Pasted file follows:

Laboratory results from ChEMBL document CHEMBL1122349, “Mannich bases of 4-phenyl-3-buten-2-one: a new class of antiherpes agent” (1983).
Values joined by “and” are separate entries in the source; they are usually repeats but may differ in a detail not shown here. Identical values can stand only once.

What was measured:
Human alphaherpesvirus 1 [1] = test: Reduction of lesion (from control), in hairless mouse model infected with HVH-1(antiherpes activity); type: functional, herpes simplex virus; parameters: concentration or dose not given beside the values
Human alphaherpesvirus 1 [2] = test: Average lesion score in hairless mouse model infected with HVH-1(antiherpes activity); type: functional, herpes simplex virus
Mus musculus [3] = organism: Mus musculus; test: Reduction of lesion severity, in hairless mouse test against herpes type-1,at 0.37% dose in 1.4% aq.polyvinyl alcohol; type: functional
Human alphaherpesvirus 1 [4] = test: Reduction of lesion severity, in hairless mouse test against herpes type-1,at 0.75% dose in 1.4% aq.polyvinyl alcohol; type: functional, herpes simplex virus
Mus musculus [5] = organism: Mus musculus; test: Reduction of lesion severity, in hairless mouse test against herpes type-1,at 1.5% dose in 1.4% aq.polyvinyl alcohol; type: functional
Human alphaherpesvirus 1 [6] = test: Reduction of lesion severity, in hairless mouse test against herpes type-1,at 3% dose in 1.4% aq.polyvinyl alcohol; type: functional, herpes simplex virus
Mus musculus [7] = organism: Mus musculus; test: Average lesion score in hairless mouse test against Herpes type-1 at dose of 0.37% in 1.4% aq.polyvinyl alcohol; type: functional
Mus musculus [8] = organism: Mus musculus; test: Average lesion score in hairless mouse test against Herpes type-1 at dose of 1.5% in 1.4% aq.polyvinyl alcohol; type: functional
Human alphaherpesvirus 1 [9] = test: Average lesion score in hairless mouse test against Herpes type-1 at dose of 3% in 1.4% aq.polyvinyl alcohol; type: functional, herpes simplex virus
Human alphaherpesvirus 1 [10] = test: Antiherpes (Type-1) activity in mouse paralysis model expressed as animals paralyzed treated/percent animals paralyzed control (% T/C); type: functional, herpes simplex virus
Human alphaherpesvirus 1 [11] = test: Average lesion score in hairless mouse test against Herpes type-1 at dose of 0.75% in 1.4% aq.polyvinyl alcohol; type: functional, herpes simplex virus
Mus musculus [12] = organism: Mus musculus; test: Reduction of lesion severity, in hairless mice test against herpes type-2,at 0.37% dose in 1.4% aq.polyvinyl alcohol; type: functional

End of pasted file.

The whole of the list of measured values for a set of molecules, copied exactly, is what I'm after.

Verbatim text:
Laboratory results from ChEMBL document CHEMBL1122349, “Mannich bases of 4-phenyl-3-buten-2-one: a new class of antiherpes agent” (1983).
Values joined by “and” are separate entries in the source; they are usually repeats but may differ in a detail not shown here. Identical values can stand only once.

What was measured:
Human alphaherpesvirus 1 [1] = test: Reduction of lesion (from control), in hairless mouse model infected with HVH-1(antiherpes activity); type: functional, herpes simplex virus; parameters: concentration or dose not given beside the values
Human alphaherpesvirus 1 [2] = test: Average lesion score in hairless mouse model infected with HVH-1(antiherpes activity); type: functional, herpes simplex virus
Mus musculus [3] = organism: Mus musculus; test: Reduction of lesion severity, in hairless mouse test against herpes type-1,at 0.37% dose in 1.4% aq.polyvinyl alcohol; type: functional
Human alphaherpesvirus 1 [4] = test: Reduction of lesion severity, in hairless mouse test against herpes type-1,at 0.75% dose in 1.4% aq.polyvinyl alcohol; type: functional, herpes simplex virus
Mus musculus [5] = organism: Mus musculus; test: Reduction of lesion severity, in hairless mouse test against herpes type-1,at 1.5% dose in 1.4% aq.polyvinyl alcohol; type: functional
Human alphaherpesvirus 1 [6] = test: Reduction of lesion severity, in hairless mouse test against herpes type-1,at 3% dose in 1.4% aq.polyvinyl alcohol; type: functional, herpes simplex virus
Mus musculus [7] = organism: Mus musculus; test: Average lesion score in hairless mouse test against Herpes type-1 at dose of 0.37% in 1.4% aq.polyvinyl alcohol; type: functional
Mus musculus [8] = organism: Mus musculus; test: Average lesion score in hairless mouse test against Herpes type-1 at dose of 1.5% in 1.4% aq.polyvinyl alcohol; type: functional
Human alphaherpesvirus 1 [9] = test: Average lesion score in hairless mouse test against Herpes type-1 at dose of 3% in 1.4% aq.polyvinyl alcohol; type: functional, herpes simplex virus
Human alphaherpesvirus 1 [10] = test: Antiherpes (Type-1) activity in mouse paralysis model expressed as animals paralyzed treated/percent animals paralyzed control (% T/C); type: functional, herpes simplex virus
Human alphaherpesvirus 1 [11] = test: Average lesion score in hairless mouse test against Herpes type-1 at dose of 0.75% in 1.4% aq.polyvinyl alcohol; type: functional, herpes simplex virus
Mus musculus [12] = organism: Mus musculus; test: Reduction of lesion severity, in hairless mice test against herpes type-2,at 0.37% dose in 1.4% aq.polyvinyl alcohol; type: functional